Lamia Beard, “…never feared living in her truth and standing up for herself.””

It is disheartening that we start 2015 with the loss of yet another life to violence for “living in their truth”.  What is known is that Lamia Beard, a Norfolk, VA resident died because she lived in a world where violence is often the first and only response to transgender and gender non-conforming people. Like our fallen sister we must begin to embrace and live in our truth. Only in living in our truth will we overcome this brand of violence which kills people because they are feared for being “different.”


The majority of us live our lives in a cocoon of collective and comfortable numbness. Numb to the everyday, systematic and sometimes arbitrary violence which continues to take the lives of people in our communities deemed “different” and who collectively possess the least power and influence in our society: black men and women; people of color; people who identify as lesbian, gay, bisexual, transgender, and queer; women; people living with HIV; and so forth.


Those of us in the HIV community have borne witness to the  brutal acts of violence against black men from and on behalf of the state because of the color of their skin (Mike Brown and Eric Garner to name a few); we have borne witness to the countless deaths of gay men to a so-called preventable disease – HIV; we have borne witness to women living with HIV lose their children in custody battles and then the right to have children in the future as a result of forced sterilization; we have borne witness to the loss of freedom of many men and women who were prosecuted and incarcerated because of their HIV diagnosis; and we have borne witness to violence leading to the death of women living with HIV because of their HIV diagnosis or just because of their gender (Cicely Bolden and other sisters).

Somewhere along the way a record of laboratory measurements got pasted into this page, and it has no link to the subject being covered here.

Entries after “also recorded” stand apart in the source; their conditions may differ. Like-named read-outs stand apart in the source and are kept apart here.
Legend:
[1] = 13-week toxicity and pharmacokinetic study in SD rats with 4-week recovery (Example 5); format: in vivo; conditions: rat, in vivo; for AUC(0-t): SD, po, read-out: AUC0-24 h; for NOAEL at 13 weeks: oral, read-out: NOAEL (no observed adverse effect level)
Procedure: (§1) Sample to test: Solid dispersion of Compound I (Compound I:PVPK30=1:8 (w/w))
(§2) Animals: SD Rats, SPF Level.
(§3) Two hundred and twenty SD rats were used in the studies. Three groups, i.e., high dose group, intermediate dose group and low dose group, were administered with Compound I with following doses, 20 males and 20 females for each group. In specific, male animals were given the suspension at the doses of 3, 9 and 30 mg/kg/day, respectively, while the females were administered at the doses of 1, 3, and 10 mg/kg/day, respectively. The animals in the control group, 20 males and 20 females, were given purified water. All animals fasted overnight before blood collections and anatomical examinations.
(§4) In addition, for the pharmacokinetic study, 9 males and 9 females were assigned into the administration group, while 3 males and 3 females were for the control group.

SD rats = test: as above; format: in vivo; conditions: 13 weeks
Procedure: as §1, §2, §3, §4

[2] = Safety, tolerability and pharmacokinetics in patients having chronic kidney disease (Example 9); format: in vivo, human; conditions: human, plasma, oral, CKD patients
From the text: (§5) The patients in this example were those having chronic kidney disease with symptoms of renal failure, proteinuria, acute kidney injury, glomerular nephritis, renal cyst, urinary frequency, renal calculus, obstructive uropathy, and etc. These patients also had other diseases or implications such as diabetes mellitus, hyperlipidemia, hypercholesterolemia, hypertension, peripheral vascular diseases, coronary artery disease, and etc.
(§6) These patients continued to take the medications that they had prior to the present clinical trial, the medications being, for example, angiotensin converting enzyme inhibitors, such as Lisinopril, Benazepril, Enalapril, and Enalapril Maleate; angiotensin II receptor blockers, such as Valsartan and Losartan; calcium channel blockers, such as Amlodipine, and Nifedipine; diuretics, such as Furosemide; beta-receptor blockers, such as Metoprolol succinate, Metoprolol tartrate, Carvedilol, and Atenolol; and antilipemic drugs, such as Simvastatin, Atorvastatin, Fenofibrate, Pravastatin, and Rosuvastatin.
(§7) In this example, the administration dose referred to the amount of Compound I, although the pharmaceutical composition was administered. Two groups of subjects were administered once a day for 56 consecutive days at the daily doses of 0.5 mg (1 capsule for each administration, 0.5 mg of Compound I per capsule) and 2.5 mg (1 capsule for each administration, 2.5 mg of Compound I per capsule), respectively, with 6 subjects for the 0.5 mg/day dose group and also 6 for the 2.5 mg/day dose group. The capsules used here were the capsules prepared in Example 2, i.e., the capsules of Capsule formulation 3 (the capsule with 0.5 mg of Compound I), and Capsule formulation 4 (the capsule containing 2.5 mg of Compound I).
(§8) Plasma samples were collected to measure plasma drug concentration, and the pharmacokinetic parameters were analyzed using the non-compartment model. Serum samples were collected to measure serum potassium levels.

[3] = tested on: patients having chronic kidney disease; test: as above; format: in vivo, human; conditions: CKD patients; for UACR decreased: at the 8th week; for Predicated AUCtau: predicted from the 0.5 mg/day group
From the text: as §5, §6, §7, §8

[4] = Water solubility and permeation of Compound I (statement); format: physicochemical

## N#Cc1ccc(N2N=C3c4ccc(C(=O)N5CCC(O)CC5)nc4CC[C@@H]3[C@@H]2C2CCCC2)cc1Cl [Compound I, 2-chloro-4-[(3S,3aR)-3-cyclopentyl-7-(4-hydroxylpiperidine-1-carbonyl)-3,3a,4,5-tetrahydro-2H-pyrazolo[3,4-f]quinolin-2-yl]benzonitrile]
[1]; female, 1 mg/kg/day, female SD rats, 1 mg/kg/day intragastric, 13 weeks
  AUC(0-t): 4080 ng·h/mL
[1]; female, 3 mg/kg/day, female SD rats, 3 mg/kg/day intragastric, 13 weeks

Lamia Beard’s death is a reminder that “silence equals death.” The HIV community must continue to find ways of developing relationships with organizations such as the National Coalition of Anti-Violence Programs’ (NCAVP) and the Virginia Anti-Violence Project (VAVP) who strive to protect our human rights. Many of the 30 for 30 Campaign sister organizations who serve on its Steering Committee are doing just that – African Services Center; AIDS Alabama; AIDS Alliance for Children, Youth and Families; AIDS United; Bailey House, Christie’s Place; National Black Leadership Commission on AIDS; Positive Women’s Network – USA, SisterLove; The Women’s Collective; and WORLD – standing and acting in solidarity for Lamia Beard and all of those who stand a greater chance of losing their human rights, especially the “right to live” because they are deemed “different.”  Join us.


30 for 30 Campaign is a coordinating body of HIV and reproductive health organizations from every region of the country working to ensure that the unique needs of women living with and affected by HIV, including transgender women, are addressed in all relevant HIV funding, programs, and policies. For more information on the 30 for 30 Campaign, visit or  email us at [email protected].